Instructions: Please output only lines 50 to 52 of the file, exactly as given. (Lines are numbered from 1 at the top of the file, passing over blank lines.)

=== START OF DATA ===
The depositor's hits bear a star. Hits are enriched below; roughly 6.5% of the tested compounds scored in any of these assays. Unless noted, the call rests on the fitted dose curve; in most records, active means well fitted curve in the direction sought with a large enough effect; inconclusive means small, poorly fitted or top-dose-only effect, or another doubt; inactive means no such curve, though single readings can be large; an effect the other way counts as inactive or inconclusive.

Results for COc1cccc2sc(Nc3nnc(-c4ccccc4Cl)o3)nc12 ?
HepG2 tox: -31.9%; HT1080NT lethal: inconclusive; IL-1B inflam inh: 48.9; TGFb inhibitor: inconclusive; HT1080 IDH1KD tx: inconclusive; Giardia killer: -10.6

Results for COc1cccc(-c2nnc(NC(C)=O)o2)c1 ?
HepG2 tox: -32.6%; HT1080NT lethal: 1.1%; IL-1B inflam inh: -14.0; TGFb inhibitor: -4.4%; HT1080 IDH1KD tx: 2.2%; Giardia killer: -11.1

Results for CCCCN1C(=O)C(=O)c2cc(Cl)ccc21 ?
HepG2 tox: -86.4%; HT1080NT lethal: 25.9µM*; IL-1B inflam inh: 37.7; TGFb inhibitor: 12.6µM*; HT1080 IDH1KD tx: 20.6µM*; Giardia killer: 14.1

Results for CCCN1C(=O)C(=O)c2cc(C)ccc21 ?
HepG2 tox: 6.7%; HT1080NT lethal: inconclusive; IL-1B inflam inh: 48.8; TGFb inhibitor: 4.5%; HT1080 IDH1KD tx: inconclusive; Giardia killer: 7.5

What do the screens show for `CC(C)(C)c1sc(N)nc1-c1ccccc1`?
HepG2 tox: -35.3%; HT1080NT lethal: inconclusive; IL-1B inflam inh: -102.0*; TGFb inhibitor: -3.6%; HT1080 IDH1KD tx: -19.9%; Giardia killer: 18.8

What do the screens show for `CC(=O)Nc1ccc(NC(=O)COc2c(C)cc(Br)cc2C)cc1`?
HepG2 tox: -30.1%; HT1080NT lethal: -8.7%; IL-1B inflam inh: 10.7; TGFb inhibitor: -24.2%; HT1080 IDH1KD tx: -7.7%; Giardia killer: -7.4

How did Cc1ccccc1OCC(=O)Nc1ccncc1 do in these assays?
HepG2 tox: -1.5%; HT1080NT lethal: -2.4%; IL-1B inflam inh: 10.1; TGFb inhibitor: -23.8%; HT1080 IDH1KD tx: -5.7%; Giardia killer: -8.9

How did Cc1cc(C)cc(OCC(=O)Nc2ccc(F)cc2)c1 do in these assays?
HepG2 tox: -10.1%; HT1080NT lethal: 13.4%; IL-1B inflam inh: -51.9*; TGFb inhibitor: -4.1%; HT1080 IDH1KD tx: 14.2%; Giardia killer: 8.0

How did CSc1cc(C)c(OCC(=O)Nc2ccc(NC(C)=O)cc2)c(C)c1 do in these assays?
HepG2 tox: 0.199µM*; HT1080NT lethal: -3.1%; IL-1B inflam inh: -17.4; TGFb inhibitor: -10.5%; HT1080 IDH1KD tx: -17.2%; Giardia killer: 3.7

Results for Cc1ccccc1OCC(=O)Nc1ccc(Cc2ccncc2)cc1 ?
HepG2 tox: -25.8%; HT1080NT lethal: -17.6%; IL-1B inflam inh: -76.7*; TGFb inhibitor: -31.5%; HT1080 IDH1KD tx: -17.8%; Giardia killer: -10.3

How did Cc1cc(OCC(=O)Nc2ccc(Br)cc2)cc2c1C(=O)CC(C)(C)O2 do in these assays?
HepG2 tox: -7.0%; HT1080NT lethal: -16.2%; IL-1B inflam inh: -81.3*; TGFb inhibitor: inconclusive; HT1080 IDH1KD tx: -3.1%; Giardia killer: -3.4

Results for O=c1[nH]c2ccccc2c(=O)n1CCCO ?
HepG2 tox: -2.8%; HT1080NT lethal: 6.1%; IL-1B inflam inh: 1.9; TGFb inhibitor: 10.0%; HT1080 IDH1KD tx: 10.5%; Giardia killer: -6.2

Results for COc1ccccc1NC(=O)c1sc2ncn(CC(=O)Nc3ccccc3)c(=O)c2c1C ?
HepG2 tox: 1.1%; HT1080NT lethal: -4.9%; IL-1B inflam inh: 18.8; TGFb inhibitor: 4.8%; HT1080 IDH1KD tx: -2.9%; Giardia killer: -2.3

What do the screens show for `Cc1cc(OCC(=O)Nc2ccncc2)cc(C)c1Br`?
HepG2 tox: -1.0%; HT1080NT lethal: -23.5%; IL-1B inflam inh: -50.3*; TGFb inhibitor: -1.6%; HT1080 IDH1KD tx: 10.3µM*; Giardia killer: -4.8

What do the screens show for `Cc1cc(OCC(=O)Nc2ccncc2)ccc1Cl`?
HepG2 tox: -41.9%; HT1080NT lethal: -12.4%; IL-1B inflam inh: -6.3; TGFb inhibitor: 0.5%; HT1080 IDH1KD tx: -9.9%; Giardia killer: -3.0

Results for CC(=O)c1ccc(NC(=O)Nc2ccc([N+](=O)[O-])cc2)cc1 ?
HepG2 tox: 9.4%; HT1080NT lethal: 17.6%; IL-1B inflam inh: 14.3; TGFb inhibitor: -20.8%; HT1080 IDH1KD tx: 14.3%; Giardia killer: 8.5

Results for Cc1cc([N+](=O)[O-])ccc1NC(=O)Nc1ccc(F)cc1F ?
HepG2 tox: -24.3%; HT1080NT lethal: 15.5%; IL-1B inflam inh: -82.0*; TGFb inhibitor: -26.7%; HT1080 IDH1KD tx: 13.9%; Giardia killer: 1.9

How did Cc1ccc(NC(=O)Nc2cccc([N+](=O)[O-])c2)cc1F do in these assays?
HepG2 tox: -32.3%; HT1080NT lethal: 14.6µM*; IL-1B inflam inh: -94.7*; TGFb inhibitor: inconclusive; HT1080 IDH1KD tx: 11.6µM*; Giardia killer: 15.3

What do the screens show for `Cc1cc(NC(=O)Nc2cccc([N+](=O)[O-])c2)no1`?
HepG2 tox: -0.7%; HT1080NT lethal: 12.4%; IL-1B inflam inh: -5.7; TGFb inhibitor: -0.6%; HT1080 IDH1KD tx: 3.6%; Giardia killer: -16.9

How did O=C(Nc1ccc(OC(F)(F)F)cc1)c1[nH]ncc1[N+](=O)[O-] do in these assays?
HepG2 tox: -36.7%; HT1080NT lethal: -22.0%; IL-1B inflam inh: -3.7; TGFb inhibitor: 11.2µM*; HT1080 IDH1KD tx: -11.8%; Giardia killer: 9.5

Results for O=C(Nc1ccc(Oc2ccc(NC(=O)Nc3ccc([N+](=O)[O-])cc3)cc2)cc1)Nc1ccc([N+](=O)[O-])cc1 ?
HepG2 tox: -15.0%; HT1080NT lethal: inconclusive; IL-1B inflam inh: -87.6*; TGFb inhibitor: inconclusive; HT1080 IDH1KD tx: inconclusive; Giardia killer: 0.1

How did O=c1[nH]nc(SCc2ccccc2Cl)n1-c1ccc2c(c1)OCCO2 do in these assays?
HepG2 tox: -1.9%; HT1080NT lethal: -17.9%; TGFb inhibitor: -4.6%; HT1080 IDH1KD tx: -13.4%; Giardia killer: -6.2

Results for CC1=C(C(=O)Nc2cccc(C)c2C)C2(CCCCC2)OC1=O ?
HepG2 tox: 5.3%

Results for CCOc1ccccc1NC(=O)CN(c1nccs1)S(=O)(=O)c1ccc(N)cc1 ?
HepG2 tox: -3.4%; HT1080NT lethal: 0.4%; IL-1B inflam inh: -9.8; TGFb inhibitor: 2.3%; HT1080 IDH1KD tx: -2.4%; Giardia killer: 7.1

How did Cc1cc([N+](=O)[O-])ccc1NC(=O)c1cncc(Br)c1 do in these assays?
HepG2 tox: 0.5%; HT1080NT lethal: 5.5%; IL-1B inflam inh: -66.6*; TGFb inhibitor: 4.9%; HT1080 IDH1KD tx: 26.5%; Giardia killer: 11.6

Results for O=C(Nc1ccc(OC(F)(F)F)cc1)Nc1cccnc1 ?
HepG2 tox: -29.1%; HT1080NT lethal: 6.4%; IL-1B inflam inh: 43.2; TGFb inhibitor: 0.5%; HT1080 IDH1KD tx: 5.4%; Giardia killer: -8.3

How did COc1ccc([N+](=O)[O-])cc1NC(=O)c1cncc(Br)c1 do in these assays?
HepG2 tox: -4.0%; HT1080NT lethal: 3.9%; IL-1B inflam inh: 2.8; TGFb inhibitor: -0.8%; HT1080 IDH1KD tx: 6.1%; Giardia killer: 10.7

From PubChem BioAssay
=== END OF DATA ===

How did Cc1cc([N+](=O)[O-])ccc1NC(=O)c1cncc(Br)c1 do in these assays?
HepG2 tox: 0.5%; HT1080NT lethal: 5.5%; IL-1B inflam inh: -66.6*; TGFb inhibitor: 4.9%; HT1080 IDH1KD tx: 26.5%; Giardia killer: 11.6

Results for O=C(Nc1ccc(OC(F)(F)F)cc1)Nc1cccnc1 ?